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Fatal Flaws: Innocence and the Death Penalty

NCJ Number
Date Published
November 1998
38 pages
This analysis of the likelihood that innocent people will be sentenced to death and executed concludes that even the extensive legal safeguards in the United States have failed to prevent wrongful death sentences, that the risk of lethal and irreversible error has increased in recent years, and thus that capital punishment should be abolished.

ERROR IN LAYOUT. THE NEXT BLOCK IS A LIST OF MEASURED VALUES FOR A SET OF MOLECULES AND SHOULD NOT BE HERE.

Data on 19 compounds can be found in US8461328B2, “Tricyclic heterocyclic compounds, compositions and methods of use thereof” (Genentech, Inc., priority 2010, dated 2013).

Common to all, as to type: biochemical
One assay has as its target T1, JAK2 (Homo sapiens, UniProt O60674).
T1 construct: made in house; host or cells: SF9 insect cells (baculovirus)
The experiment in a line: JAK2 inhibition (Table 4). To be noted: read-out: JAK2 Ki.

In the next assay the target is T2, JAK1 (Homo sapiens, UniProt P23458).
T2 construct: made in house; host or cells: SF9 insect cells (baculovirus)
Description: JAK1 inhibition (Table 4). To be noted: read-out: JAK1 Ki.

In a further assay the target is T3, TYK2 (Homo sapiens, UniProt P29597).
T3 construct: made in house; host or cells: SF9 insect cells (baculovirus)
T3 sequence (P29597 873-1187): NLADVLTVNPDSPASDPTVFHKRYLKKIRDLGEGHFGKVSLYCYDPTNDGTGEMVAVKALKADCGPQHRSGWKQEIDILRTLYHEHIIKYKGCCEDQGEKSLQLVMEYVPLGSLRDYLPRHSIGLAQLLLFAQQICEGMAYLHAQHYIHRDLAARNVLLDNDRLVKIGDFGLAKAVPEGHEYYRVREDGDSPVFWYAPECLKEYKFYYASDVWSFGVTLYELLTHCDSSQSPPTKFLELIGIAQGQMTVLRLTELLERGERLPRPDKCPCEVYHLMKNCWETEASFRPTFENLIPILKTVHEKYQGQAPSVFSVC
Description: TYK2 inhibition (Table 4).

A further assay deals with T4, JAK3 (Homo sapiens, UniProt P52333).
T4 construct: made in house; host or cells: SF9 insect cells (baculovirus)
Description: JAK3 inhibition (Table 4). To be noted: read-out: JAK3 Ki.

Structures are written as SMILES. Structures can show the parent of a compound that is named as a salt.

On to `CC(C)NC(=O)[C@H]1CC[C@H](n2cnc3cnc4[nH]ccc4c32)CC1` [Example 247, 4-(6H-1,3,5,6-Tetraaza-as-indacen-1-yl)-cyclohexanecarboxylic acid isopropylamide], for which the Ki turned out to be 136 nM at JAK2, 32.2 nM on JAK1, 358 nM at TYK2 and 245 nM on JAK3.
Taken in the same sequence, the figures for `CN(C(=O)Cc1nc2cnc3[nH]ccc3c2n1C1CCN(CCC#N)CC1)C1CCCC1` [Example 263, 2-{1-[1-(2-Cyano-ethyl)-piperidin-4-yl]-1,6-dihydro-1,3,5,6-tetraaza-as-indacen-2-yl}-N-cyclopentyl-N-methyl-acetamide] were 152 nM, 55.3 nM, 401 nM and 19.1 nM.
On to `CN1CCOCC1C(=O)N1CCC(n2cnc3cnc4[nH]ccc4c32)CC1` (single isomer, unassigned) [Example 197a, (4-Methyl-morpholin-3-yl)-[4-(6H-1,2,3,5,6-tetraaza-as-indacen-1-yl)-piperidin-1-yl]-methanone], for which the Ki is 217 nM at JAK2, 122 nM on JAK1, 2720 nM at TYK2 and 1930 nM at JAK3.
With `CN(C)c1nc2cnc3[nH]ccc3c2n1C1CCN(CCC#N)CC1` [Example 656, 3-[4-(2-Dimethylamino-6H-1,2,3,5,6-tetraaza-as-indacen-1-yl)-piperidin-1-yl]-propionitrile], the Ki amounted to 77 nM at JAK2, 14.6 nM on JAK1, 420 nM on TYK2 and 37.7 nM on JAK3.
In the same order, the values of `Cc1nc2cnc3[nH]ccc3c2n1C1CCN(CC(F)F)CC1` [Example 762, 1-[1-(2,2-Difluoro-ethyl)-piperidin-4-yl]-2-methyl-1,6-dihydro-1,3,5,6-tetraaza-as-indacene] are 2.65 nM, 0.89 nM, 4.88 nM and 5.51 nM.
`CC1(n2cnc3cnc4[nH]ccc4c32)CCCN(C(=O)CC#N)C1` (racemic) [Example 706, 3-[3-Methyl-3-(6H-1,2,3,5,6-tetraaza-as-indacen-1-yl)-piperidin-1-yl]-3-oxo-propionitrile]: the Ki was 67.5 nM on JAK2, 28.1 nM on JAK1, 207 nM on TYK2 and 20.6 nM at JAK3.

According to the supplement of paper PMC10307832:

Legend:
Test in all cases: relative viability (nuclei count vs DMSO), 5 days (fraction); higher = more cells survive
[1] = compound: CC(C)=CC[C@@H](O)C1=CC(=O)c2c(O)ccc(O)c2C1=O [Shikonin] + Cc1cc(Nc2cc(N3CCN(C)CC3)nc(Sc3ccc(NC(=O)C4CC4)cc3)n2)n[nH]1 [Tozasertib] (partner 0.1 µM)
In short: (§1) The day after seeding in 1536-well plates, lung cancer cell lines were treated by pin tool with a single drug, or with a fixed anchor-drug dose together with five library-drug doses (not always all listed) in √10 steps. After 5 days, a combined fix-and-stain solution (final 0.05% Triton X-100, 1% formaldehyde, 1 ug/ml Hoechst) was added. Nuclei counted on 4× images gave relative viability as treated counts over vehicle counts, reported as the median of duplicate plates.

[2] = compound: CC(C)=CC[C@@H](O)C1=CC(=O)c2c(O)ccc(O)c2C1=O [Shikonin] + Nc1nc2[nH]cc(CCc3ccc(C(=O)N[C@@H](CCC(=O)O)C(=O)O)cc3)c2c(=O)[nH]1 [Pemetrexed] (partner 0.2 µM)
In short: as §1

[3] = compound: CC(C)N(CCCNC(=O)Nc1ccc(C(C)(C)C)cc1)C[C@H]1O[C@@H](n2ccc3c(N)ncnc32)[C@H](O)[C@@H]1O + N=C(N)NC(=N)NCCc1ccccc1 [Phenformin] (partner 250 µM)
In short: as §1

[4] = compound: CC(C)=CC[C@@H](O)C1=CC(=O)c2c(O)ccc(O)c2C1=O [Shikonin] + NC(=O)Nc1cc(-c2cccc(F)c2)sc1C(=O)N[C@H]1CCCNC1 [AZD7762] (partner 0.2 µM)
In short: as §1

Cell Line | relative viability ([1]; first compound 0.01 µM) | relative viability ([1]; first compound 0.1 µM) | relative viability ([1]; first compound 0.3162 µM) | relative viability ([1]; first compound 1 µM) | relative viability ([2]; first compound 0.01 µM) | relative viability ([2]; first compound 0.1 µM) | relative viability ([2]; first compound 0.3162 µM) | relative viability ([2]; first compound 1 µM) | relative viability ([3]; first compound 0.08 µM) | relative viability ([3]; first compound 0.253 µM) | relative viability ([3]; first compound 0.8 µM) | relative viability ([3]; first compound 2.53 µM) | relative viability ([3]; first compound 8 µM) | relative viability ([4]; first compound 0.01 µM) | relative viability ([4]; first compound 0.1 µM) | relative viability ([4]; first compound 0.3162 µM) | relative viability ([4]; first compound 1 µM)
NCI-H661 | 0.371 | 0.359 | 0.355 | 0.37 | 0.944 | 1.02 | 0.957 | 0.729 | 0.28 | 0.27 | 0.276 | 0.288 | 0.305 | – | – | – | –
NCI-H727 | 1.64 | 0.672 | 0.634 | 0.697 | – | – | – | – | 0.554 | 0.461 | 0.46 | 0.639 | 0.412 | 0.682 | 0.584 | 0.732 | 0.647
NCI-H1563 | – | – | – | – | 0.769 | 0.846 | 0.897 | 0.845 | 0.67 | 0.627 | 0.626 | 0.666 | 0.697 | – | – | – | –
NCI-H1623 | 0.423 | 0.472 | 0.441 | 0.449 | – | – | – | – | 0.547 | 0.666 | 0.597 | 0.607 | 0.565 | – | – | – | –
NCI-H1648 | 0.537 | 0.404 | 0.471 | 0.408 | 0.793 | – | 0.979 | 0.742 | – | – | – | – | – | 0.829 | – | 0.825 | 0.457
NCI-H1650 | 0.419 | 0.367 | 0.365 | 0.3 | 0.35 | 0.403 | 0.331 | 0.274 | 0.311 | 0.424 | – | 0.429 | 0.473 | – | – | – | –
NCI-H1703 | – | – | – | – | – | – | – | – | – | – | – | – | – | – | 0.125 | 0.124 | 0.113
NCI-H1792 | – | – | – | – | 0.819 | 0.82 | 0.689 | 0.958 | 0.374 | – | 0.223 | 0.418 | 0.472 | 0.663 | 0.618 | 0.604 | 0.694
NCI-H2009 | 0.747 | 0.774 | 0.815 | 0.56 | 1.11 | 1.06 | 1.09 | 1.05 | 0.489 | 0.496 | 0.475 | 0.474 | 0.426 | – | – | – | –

The execution of innocent defendants is an ever-present risk wherever the death penalty exists. Government officials in the United Kingdom, Russia, China, Turkey, Japan, and many other countries have acknowledged wrongful executions or have recently released condemned prisoners who were mistakenly convicted. The probability of executing an innocent person has alone prompted some politicians to abandon their support for capital punishment. It is unconscionable to inflict the punishment of death without the most stringent safeguards to protect the innocent. However, by its own admission, the United States has failed to maintain the safeguards required to reduce to a minimum the risk of wrongful death sentences and executions. Amnesty International's research confirms other findings about the fatal flaws in the current system. Amnesty International urges the complete elimination of the death penalty worldwide. Its recommendations for the United States are interim actions to reduce the risk of executing innocent people. These recommendations include full support for the American Bar Association decision calling for a total moratorium on all executions in the United States and the establishment of adequate legal safeguards at all stages of the death penalty process. Further recommended actions should become part of a comprehensive review of death penalty procedures in the United States. Case examples, photographs, and footnotes